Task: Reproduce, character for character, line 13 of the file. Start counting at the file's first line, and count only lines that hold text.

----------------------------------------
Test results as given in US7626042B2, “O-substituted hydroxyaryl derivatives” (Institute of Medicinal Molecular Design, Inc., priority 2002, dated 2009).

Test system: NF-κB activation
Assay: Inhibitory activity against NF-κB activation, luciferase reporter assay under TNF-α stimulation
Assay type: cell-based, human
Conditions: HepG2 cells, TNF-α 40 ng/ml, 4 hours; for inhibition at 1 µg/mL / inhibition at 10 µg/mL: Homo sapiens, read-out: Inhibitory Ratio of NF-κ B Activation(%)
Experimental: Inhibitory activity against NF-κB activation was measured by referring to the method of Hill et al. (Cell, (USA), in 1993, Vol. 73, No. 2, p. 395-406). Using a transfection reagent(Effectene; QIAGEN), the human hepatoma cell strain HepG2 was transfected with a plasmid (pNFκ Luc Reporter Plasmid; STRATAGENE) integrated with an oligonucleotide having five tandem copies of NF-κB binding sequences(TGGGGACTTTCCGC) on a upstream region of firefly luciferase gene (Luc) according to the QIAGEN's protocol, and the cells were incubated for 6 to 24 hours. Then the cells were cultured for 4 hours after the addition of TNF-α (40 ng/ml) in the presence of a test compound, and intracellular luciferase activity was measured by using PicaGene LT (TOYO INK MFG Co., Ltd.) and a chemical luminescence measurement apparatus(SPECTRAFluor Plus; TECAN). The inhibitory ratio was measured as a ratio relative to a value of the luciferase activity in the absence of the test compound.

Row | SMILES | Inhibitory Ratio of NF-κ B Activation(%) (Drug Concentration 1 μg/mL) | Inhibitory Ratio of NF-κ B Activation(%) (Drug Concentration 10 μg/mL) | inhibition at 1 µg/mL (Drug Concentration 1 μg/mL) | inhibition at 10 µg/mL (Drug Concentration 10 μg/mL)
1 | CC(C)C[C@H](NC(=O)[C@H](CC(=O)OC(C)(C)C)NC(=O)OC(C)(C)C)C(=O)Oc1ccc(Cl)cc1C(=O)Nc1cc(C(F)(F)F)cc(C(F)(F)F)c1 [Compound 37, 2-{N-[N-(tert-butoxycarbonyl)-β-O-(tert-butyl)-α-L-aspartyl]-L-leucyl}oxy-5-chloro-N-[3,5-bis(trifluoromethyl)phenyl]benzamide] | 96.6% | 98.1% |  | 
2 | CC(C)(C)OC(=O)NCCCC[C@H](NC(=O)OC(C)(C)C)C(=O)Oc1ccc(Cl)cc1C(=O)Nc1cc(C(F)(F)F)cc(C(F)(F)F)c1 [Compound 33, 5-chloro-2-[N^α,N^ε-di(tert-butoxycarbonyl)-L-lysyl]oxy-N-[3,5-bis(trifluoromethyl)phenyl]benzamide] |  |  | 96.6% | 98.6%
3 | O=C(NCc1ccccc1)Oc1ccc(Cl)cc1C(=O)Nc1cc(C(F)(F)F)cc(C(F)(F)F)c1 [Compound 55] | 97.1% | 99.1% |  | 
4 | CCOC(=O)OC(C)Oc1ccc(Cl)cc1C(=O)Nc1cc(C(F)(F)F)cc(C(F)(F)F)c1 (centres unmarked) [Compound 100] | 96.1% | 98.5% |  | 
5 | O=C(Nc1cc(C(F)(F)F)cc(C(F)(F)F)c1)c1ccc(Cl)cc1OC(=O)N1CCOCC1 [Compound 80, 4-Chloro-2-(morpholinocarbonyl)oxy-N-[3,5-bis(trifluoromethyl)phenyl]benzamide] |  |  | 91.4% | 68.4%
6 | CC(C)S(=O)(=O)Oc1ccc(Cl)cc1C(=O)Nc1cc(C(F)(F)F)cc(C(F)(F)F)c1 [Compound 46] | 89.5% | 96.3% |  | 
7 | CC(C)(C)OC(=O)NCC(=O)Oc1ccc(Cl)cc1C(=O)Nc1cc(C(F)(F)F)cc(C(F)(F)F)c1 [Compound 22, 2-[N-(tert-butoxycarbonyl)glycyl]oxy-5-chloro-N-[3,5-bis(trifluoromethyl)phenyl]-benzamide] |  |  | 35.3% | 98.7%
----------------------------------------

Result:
6 | CC(C)S(=O)(=O)Oc1ccc(Cl)cc1C(=O)Nc1cc(C(F)(F)F)cc(C(F)(F)F)c1 [Compound 46] | 89.5% | 96.3% |  | 